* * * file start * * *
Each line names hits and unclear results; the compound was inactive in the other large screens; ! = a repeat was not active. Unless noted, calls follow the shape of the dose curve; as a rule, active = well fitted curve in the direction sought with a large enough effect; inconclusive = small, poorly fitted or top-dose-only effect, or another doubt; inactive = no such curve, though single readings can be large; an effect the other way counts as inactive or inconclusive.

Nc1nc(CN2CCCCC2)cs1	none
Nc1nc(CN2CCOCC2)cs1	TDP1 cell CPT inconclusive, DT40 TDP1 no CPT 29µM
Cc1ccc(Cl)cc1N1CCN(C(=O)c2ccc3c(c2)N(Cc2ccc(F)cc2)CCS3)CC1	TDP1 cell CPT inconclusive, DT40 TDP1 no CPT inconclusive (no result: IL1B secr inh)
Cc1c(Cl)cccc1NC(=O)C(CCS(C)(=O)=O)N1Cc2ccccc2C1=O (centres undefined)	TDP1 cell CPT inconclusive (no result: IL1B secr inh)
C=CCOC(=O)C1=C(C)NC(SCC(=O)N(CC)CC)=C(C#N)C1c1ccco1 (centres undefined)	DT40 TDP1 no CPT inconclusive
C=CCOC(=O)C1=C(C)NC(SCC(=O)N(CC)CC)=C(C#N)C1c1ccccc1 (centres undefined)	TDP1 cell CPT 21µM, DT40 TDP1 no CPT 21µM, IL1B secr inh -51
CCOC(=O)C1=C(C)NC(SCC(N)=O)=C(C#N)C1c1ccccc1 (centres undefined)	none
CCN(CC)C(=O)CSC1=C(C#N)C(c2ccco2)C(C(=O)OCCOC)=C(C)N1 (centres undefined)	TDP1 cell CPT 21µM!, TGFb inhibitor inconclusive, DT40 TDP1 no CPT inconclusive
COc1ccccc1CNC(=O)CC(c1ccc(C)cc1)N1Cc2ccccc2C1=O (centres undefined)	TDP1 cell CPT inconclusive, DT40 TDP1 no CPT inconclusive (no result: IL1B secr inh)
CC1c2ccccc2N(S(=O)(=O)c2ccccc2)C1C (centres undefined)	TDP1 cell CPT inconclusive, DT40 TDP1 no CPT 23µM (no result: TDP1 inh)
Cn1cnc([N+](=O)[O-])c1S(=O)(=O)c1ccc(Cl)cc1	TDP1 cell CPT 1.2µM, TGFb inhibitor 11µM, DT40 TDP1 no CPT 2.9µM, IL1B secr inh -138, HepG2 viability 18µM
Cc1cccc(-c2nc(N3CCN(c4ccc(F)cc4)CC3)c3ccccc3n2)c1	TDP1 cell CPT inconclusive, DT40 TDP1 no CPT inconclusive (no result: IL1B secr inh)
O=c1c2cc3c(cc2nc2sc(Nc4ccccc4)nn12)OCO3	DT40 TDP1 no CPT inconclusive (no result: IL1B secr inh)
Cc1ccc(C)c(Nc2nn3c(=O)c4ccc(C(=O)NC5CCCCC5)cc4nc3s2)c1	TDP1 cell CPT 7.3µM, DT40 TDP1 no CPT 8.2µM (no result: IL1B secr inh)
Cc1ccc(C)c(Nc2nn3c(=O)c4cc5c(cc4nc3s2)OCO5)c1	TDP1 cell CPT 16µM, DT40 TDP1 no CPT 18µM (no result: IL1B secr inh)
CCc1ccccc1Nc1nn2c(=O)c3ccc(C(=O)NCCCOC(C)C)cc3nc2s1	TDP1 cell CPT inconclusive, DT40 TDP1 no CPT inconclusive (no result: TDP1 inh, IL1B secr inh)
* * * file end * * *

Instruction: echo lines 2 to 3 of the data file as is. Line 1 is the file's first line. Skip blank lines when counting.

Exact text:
Nc1nc(CN2CCCCC2)cs1	none
Nc1nc(CN2CCOCC2)cs1	TDP1 cell CPT inconclusive, DT40 TDP1 no CPT 29µM